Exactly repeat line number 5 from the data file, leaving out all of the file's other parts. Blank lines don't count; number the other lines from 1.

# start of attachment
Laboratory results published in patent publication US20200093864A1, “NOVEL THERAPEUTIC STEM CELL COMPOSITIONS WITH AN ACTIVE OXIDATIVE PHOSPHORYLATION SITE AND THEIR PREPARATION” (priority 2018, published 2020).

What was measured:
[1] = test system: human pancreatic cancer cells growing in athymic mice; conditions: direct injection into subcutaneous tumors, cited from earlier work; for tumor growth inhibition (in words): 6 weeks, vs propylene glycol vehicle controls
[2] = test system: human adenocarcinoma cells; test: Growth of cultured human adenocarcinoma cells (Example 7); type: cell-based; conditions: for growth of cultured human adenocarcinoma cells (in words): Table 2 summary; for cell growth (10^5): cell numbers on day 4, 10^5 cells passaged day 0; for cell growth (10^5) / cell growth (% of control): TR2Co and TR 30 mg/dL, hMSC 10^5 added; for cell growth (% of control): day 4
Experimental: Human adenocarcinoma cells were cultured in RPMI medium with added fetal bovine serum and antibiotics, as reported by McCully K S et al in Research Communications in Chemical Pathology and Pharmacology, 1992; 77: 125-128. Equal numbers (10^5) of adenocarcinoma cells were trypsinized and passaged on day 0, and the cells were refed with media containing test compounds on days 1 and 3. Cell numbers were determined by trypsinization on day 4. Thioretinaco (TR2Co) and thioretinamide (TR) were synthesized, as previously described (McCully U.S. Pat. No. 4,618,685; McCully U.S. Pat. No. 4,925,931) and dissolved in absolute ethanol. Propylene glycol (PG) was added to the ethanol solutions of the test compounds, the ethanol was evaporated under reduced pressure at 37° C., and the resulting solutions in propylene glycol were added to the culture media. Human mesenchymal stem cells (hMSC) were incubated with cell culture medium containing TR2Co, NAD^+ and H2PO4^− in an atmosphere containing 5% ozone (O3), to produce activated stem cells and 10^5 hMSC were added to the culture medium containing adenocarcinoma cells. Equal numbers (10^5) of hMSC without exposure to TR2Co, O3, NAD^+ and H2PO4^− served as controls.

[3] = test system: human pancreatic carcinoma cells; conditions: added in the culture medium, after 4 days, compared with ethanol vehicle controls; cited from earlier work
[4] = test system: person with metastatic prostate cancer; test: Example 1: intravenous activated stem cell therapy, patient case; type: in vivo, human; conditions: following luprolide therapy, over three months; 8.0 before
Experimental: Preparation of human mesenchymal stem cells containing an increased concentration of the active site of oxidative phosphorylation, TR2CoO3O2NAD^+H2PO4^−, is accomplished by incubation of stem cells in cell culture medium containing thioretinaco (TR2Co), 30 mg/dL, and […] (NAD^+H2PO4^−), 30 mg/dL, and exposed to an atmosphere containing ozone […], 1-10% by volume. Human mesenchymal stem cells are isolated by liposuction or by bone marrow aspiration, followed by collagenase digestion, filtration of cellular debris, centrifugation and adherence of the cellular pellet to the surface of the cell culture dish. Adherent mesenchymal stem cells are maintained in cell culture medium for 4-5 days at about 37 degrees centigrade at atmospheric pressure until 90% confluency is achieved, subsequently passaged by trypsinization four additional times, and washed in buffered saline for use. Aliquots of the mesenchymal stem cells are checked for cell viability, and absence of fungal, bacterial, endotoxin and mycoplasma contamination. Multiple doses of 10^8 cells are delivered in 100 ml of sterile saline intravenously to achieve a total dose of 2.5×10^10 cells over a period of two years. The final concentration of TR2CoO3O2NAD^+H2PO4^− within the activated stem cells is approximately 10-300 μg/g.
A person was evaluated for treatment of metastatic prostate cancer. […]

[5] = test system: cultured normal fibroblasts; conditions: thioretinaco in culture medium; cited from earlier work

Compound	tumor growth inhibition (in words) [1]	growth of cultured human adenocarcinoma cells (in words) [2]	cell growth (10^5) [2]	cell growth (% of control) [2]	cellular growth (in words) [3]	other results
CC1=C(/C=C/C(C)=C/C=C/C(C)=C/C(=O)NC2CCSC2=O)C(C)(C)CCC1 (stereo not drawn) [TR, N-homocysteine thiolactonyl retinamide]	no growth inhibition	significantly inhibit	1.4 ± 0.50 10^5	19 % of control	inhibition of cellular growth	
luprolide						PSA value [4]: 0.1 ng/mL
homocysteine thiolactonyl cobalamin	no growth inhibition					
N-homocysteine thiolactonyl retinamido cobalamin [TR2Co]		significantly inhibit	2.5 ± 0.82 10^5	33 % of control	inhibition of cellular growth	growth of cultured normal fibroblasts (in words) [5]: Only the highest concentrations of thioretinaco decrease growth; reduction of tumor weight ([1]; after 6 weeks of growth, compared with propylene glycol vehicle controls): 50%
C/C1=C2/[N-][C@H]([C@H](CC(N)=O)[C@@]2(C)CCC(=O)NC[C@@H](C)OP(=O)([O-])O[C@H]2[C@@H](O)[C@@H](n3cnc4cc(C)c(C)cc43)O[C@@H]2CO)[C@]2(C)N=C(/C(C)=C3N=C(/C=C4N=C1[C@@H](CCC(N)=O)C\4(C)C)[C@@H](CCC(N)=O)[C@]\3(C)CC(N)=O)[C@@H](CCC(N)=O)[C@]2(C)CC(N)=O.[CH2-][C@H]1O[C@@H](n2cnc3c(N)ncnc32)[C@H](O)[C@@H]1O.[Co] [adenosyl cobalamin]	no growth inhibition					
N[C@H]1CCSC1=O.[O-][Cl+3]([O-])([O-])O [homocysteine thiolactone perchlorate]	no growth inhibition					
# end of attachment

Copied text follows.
Experimental: Human adenocarcinoma cells were cultured in RPMI medium with added fetal bovine serum and antibiotics, as reported by McCully K S et al in Research Communications in Chemical Pathology and Pharmacology, 1992; 77: 125-128. Equal numbers (10^5) of adenocarcinoma cells were trypsinized and passaged on day 0, and the cells were refed with media containing test compounds on days 1 and 3. Cell numbers were determined by trypsinization on day 4. Thioretinaco (TR2Co) and thioretinamide (TR) were synthesized, as previously described (McCully U.S. Pat. No. 4,618,685; McCully U.S. Pat. No. 4,925,931) and dissolved in absolute ethanol. Propylene glycol (PG) was added to the ethanol solutions of the test compounds, the ethanol was evaporated under reduced pressure at 37° C., and the resulting solutions in propylene glycol were added to the culture media. Human mesenchymal stem cells (hMSC) were incubated with cell culture medium containing TR2Co, NAD^+ and H2PO4^− in an atmosphere containing 5% ozone (O3), to produce activated stem cells and 10^5 hMSC were added to the culture medium containing adenocarcinoma cells. Equal numbers (10^5) of hMSC without exposure to TR2Co, O3, NAD^+ and H2PO4^− served as controls.